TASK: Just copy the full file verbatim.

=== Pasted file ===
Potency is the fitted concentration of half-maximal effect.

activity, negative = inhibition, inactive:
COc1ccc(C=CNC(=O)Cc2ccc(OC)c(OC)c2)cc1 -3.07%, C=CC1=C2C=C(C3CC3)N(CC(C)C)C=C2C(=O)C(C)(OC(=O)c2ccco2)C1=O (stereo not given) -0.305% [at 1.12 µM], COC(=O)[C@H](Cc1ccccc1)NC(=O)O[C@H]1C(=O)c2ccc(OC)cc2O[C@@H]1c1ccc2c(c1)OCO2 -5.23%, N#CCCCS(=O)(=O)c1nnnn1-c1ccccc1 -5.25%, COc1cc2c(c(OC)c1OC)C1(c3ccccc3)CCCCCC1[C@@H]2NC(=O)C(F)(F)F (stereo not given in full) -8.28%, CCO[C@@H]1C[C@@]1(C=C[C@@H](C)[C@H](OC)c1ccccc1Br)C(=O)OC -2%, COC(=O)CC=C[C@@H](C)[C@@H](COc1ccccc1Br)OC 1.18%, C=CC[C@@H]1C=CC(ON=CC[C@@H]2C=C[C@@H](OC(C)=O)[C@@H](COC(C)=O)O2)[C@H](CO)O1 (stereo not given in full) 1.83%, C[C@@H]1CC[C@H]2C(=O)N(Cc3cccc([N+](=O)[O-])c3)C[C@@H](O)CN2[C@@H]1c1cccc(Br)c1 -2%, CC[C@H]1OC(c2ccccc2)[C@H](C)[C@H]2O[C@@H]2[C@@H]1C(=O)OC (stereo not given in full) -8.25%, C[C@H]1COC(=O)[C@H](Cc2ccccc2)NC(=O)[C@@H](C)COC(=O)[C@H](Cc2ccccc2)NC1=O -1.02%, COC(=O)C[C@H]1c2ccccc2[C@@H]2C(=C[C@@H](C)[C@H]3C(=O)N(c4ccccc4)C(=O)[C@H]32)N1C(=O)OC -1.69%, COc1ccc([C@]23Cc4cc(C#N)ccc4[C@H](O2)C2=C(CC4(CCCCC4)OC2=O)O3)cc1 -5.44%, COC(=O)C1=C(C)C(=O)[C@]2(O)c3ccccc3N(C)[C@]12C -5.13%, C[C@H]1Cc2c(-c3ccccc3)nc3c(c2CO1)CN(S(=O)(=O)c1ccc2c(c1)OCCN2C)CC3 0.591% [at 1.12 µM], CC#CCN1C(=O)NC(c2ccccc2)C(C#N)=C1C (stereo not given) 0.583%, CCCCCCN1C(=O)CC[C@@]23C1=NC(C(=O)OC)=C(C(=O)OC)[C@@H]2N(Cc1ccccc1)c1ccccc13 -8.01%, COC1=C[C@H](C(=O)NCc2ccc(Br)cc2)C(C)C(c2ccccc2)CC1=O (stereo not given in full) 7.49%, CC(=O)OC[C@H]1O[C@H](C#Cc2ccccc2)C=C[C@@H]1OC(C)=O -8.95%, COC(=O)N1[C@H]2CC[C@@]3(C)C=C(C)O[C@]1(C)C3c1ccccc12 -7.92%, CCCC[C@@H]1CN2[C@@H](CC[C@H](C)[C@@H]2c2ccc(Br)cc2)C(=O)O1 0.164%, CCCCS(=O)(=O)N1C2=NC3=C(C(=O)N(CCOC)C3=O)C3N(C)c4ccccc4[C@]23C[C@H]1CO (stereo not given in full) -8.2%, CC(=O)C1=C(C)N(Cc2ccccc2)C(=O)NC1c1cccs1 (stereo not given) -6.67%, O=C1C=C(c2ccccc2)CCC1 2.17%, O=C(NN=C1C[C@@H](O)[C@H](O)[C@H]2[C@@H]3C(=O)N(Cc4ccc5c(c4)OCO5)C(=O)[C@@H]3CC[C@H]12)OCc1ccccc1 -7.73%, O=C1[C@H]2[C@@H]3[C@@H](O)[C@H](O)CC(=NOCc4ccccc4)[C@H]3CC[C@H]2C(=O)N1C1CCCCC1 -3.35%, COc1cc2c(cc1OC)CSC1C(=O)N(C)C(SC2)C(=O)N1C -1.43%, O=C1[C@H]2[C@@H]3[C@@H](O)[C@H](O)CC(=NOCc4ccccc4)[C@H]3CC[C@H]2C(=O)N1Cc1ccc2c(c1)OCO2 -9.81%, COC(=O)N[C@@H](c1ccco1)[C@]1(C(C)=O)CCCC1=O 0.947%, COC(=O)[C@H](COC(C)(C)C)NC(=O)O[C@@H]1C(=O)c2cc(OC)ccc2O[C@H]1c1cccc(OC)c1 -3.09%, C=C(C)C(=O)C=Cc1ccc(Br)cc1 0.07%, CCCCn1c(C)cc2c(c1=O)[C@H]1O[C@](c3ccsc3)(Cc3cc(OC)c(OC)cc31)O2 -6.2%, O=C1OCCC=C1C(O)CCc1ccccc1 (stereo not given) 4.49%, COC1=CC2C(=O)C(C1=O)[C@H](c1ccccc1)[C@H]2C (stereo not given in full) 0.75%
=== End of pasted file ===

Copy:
Potency is the fitted concentration of half-maximal effect.

activity, negative = inhibition, inactive:
COc1ccc(C=CNC(=O)Cc2ccc(OC)c(OC)c2)cc1 -3.07%, C=CC1=C2C=C(C3CC3)N(CC(C)C)C=C2C(=O)C(C)(OC(=O)c2ccco2)C1=O (stereo not given) -0.305% [at 1.12 µM], COC(=O)[C@H](Cc1ccccc1)NC(=O)O[C@H]1C(=O)c2ccc(OC)cc2O[C@@H]1c1ccc2c(c1)OCO2 -5.23%, N#CCCCS(=O)(=O)c1nnnn1-c1ccccc1 -5.25%, COc1cc2c(c(OC)c1OC)C1(c3ccccc3)CCCCCC1[C@@H]2NC(=O)C(F)(F)F (stereo not given in full) -8.28%, CCO[C@@H]1C[C@@]1(C=C[C@@H](C)[C@H](OC)c1ccccc1Br)C(=O)OC -2%, COC(=O)CC=C[C@@H](C)[C@@H](COc1ccccc1Br)OC 1.18%, C=CC[C@@H]1C=CC(ON=CC[C@@H]2C=C[C@@H](OC(C)=O)[C@@H](COC(C)=O)O2)[C@H](CO)O1 (stereo not given in full) 1.83%, C[C@@H]1CC[C@H]2C(=O)N(Cc3cccc([N+](=O)[O-])c3)C[C@@H](O)CN2[C@@H]1c1cccc(Br)c1 -2%, CC[C@H]1OC(c2ccccc2)[C@H](C)[C@H]2O[C@@H]2[C@@H]1C(=O)OC (stereo not given in full) -8.25%, C[C@H]1COC(=O)[C@H](Cc2ccccc2)NC(=O)[C@@H](C)COC(=O)[C@H](Cc2ccccc2)NC1=O -1.02%, COC(=O)C[C@H]1c2ccccc2[C@@H]2C(=C[C@@H](C)[C@H]3C(=O)N(c4ccccc4)C(=O)[C@H]32)N1C(=O)OC -1.69%, COc1ccc([C@]23Cc4cc(C#N)ccc4[C@H](O2)C2=C(CC4(CCCCC4)OC2=O)O3)cc1 -5.44%, COC(=O)C1=C(C)C(=O)[C@]2(O)c3ccccc3N(C)[C@]12C -5.13%, C[C@H]1Cc2c(-c3ccccc3)nc3c(c2CO1)CN(S(=O)(=O)c1ccc2c(c1)OCCN2C)CC3 0.591% [at 1.12 µM], CC#CCN1C(=O)NC(c2ccccc2)C(C#N)=C1C (stereo not given) 0.583%, CCCCCCN1C(=O)CC[C@@]23C1=NC(C(=O)OC)=C(C(=O)OC)[C@@H]2N(Cc1ccccc1)c1ccccc13 -8.01%, COC1=C[C@H](C(=O)NCc2ccc(Br)cc2)C(C)C(c2ccccc2)CC1=O (stereo not given in full) 7.49%, CC(=O)OC[C@H]1O[C@H](C#Cc2ccccc2)C=C[C@@H]1OC(C)=O -8.95%, COC(=O)N1[C@H]2CC[C@@]3(C)C=C(C)O[C@]1(C)C3c1ccccc12 -7.92%, CCCC[C@@H]1CN2[C@@H](CC[C@H](C)[C@@H]2c2ccc(Br)cc2)C(=O)O1 0.164%, CCCCS(=O)(=O)N1C2=NC3=C(C(=O)N(CCOC)C3=O)C3N(C)c4ccccc4[C@]23C[C@H]1CO (stereo not given in full) -8.2%, CC(=O)C1=C(C)N(Cc2ccccc2)C(=O)NC1c1cccs1 (stereo not given) -6.67%, O=C1C=C(c2ccccc2)CCC1 2.17%, O=C(NN=C1C[C@@H](O)[C@H](O)[C@H]2[C@@H]3C(=O)N(Cc4ccc5c(c4)OCO5)C(=O)[C@@H]3CC[C@H]12)OCc1ccccc1 -7.73%, O=C1[C@H]2[C@@H]3[C@@H](O)[C@H](O)CC(=NOCc4ccccc4)[C@H]3CC[C@H]2C(=O)N1C1CCCCC1 -3.35%, COc1cc2c(cc1OC)CSC1C(=O)N(C)C(SC2)C(=O)N1C -1.43%, O=C1[C@H]2[C@@H]3[C@@H](O)[C@H](O)CC(=NOCc4ccccc4)[C@H]3CC[C@H]2C(=O)N1Cc1ccc2c(c1)OCO2 -9.81%, COC(=O)N[C@@H](c1ccco1)[C@]1(C(C)=O)CCCC1=O 0.947%, COC(=O)[C@H](COC(C)(C)C)NC(=O)O[C@@H]1C(=O)c2cc(OC)ccc2O[C@H]1c1cccc(OC)c1 -3.09%, C=C(C)C(=O)C=Cc1ccc(Br)cc1 0.07%, CCCCn1c(C)cc2c(c1=O)[C@H]1O[C@](c3ccsc3)(Cc3cc(OC)c(OC)cc31)O2 -6.2%, O=C1OCCC=C1C(O)CCc1ccccc1 (stereo not given) 4.49%, COC1=CC2C(=O)C(C1=O)[C@H](c1ccccc1)[C@H]2C (stereo not given in full) 0.75%